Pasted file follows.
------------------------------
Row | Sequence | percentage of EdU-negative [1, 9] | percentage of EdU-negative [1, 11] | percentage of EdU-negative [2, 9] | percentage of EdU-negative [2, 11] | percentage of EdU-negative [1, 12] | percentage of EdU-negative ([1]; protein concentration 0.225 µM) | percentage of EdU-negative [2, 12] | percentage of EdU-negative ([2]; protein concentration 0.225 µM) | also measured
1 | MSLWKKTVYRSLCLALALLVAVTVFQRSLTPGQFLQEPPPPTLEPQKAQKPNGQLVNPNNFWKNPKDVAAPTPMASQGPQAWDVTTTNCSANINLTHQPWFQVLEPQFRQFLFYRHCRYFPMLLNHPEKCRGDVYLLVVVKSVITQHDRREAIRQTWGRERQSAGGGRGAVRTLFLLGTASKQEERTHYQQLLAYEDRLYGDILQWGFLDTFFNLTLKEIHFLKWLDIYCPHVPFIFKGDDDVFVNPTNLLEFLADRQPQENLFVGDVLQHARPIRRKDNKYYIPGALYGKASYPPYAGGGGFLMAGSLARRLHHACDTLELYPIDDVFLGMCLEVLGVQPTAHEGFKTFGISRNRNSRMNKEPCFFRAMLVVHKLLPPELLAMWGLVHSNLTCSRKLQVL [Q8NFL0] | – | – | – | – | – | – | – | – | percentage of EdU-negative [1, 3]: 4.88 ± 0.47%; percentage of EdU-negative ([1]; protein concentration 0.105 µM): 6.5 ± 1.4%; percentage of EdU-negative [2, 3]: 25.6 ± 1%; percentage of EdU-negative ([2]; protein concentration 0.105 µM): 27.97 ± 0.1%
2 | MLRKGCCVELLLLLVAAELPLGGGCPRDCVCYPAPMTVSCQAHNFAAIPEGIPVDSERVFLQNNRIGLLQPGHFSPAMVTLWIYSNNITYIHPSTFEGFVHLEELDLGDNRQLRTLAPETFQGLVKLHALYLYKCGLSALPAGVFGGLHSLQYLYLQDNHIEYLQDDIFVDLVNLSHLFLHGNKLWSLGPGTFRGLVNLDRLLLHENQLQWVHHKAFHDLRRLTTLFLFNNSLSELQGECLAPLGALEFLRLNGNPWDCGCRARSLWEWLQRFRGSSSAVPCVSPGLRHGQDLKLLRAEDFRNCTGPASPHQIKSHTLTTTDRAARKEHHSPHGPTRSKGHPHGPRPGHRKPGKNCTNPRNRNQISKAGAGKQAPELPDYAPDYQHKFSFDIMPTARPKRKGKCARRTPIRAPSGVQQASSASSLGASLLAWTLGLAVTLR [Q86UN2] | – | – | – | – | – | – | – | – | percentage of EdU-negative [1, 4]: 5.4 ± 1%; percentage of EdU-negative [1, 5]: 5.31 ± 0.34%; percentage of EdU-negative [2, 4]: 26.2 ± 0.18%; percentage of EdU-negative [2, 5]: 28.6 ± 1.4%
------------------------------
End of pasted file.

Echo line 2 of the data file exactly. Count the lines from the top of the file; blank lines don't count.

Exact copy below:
1 | MSLWKKTVYRSLCLALALLVAVTVFQRSLTPGQFLQEPPPPTLEPQKAQKPNGQLVNPNNFWKNPKDVAAPTPMASQGPQAWDVTTTNCSANINLTHQPWFQVLEPQFRQFLFYRHCRYFPMLLNHPEKCRGDVYLLVVVKSVITQHDRREAIRQTWGRERQSAGGGRGAVRTLFLLGTASKQEERTHYQQLLAYEDRLYGDILQWGFLDTFFNLTLKEIHFLKWLDIYCPHVPFIFKGDDDVFVNPTNLLEFLADRQPQENLFVGDVLQHARPIRRKDNKYYIPGALYGKASYPPYAGGGGFLMAGSLARRLHHACDTLELYPIDDVFLGMCLEVLGVQPTAHEGFKTFGISRNRNSRMNKEPCFFRAMLVVHKLLPPELLAMWGLVHSNLTCSRKLQVL [Q8NFL0] | – | – | – | – | – | – | – | – | percentage of EdU-negative [1, 3]: 4.88 ± 0.47%; percentage of EdU-negative ([1]; protein concentration 0.105 µM): 6.5 ± 1.4%; percentage of EdU-negative [2, 3]: 25.6 ± 1%; percentage of EdU-negative ([2]; protein concentration 0.105 µM): 27.97 ± 0.1%